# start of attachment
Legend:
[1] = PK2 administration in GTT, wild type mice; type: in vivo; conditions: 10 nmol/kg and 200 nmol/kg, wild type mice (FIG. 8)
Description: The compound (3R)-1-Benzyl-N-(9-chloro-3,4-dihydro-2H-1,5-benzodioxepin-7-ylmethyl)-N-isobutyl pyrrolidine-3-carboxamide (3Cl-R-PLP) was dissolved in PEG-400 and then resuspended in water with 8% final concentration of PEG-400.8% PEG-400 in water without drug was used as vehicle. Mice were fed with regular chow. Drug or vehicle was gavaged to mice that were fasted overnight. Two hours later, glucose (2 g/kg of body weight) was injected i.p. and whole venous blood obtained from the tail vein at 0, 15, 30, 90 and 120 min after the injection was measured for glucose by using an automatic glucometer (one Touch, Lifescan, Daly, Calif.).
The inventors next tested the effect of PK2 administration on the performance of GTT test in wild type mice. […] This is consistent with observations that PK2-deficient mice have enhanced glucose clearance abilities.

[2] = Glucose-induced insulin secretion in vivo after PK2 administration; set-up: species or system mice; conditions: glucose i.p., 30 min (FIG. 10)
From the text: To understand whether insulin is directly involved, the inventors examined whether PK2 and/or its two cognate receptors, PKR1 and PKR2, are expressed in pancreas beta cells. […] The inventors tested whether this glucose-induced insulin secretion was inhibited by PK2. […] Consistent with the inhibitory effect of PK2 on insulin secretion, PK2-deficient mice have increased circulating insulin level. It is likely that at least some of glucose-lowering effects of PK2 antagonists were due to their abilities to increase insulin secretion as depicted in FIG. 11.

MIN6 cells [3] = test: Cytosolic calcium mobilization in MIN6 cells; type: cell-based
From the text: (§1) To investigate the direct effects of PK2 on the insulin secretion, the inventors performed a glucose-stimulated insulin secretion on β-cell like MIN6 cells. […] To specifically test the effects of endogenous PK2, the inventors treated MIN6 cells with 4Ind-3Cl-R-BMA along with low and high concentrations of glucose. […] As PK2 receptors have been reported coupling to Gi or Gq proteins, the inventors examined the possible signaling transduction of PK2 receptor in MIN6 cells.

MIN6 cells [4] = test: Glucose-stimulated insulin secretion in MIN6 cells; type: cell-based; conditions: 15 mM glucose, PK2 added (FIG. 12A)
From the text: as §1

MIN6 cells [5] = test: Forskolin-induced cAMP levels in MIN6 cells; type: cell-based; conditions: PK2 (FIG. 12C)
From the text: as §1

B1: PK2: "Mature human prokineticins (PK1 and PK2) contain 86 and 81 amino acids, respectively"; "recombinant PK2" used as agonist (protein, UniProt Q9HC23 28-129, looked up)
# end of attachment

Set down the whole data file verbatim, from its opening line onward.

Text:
Legend:
[1] = PK2 administration in GTT, wild type mice; type: in vivo; conditions: 10 nmol/kg and 200 nmol/kg, wild type mice (FIG. 8)
Description: The compound (3R)-1-Benzyl-N-(9-chloro-3,4-dihydro-2H-1,5-benzodioxepin-7-ylmethyl)-N-isobutyl pyrrolidine-3-carboxamide (3Cl-R-PLP) was dissolved in PEG-400 and then resuspended in water with 8% final concentration of PEG-400.8% PEG-400 in water without drug was used as vehicle. Mice were fed with regular chow. Drug or vehicle was gavaged to mice that were fasted overnight. Two hours later, glucose (2 g/kg of body weight) was injected i.p. and whole venous blood obtained from the tail vein at 0, 15, 30, 90 and 120 min after the injection was measured for glucose by using an automatic glucometer (one Touch, Lifescan, Daly, Calif.).
The inventors next tested the effect of PK2 administration on the performance of GTT test in wild type mice. […] This is consistent with observations that PK2-deficient mice have enhanced glucose clearance abilities.

[2] = Glucose-induced insulin secretion in vivo after PK2 administration; set-up: species or system mice; conditions: glucose i.p., 30 min (FIG. 10)
From the text: To understand whether insulin is directly involved, the inventors examined whether PK2 and/or its two cognate receptors, PKR1 and PKR2, are expressed in pancreas beta cells. […] The inventors tested whether this glucose-induced insulin secretion was inhibited by PK2. […] Consistent with the inhibitory effect of PK2 on insulin secretion, PK2-deficient mice have increased circulating insulin level. It is likely that at least some of glucose-lowering effects of PK2 antagonists were due to their abilities to increase insulin secretion as depicted in FIG. 11.

MIN6 cells [3] = test: Cytosolic calcium mobilization in MIN6 cells; type: cell-based
From the text: (§1) To investigate the direct effects of PK2 on the insulin secretion, the inventors performed a glucose-stimulated insulin secretion on β-cell like MIN6 cells. […] To specifically test the effects of endogenous PK2, the inventors treated MIN6 cells with 4Ind-3Cl-R-BMA along with low and high concentrations of glucose. […] As PK2 receptors have been reported coupling to Gi or Gq proteins, the inventors examined the possible signaling transduction of PK2 receptor in MIN6 cells.

MIN6 cells [4] = test: Glucose-stimulated insulin secretion in MIN6 cells; type: cell-based; conditions: 15 mM glucose, PK2 added (FIG. 12A)
From the text: as §1

MIN6 cells [5] = test: Forskolin-induced cAMP levels in MIN6 cells; type: cell-based; conditions: PK2 (FIG. 12C)
From the text: as §1

B1: PK2: "Mature human prokineticins (PK1 and PK2) contain 86 and 81 amino acids, respectively"; "recombinant PK2" used as agonist (protein, UniProt Q9HC23 28-129, looked up)